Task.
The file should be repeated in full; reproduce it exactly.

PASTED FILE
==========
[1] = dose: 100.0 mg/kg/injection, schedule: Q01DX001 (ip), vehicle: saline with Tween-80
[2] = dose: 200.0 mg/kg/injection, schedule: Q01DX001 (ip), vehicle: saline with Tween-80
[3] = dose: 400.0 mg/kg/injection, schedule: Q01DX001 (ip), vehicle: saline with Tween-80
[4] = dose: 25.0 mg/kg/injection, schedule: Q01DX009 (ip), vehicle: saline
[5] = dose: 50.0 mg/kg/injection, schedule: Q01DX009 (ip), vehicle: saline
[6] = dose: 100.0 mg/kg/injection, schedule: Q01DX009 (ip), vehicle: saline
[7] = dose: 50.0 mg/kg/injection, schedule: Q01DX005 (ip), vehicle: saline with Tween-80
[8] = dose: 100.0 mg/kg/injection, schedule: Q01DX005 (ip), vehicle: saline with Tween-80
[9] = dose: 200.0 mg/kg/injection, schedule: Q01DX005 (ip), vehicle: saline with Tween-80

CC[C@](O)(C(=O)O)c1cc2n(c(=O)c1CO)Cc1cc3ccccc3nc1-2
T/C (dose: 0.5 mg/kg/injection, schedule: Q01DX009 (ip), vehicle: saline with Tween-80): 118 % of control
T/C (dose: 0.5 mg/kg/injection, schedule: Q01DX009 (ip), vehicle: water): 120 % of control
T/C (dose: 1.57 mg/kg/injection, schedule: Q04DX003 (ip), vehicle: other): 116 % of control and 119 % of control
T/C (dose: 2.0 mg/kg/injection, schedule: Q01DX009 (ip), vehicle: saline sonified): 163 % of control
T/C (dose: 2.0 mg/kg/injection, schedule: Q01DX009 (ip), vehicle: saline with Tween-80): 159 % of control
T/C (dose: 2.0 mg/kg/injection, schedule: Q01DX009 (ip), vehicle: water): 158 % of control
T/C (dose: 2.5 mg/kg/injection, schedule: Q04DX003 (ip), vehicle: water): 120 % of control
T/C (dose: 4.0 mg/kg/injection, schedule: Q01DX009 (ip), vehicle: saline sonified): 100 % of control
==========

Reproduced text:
[1] = dose: 100.0 mg/kg/injection, schedule: Q01DX001 (ip), vehicle: saline with Tween-80
[2] = dose: 200.0 mg/kg/injection, schedule: Q01DX001 (ip), vehicle: saline with Tween-80
[3] = dose: 400.0 mg/kg/injection, schedule: Q01DX001 (ip), vehicle: saline with Tween-80
[4] = dose: 25.0 mg/kg/injection, schedule: Q01DX009 (ip), vehicle: saline
[5] = dose: 50.0 mg/kg/injection, schedule: Q01DX009 (ip), vehicle: saline
[6] = dose: 100.0 mg/kg/injection, schedule: Q01DX009 (ip), vehicle: saline
[7] = dose: 50.0 mg/kg/injection, schedule: Q01DX005 (ip), vehicle: saline with Tween-80
[8] = dose: 100.0 mg/kg/injection, schedule: Q01DX005 (ip), vehicle: saline with Tween-80
[9] = dose: 200.0 mg/kg/injection, schedule: Q01DX005 (ip), vehicle: saline with Tween-80

CC[C@](O)(C(=O)O)c1cc2n(c(=O)c1CO)Cc1cc3ccccc3nc1-2
T/C (dose: 0.5 mg/kg/injection, schedule: Q01DX009 (ip), vehicle: saline with Tween-80): 118 % of control
T/C (dose: 0.5 mg/kg/injection, schedule: Q01DX009 (ip), vehicle: water): 120 % of control
T/C (dose: 1.57 mg/kg/injection, schedule: Q04DX003 (ip), vehicle: other): 116 % of control and 119 % of control
T/C (dose: 2.0 mg/kg/injection, schedule: Q01DX009 (ip), vehicle: saline sonified): 163 % of control
T/C (dose: 2.0 mg/kg/injection, schedule: Q01DX009 (ip), vehicle: saline with Tween-80): 159 % of control
T/C (dose: 2.0 mg/kg/injection, schedule: Q01DX009 (ip), vehicle: water): 158 % of control
T/C (dose: 2.5 mg/kg/injection, schedule: Q04DX003 (ip), vehicle: water): 120 % of control
T/C (dose: 4.0 mg/kg/injection, schedule: Q01DX009 (ip), vehicle: saline sonified): 100 % of control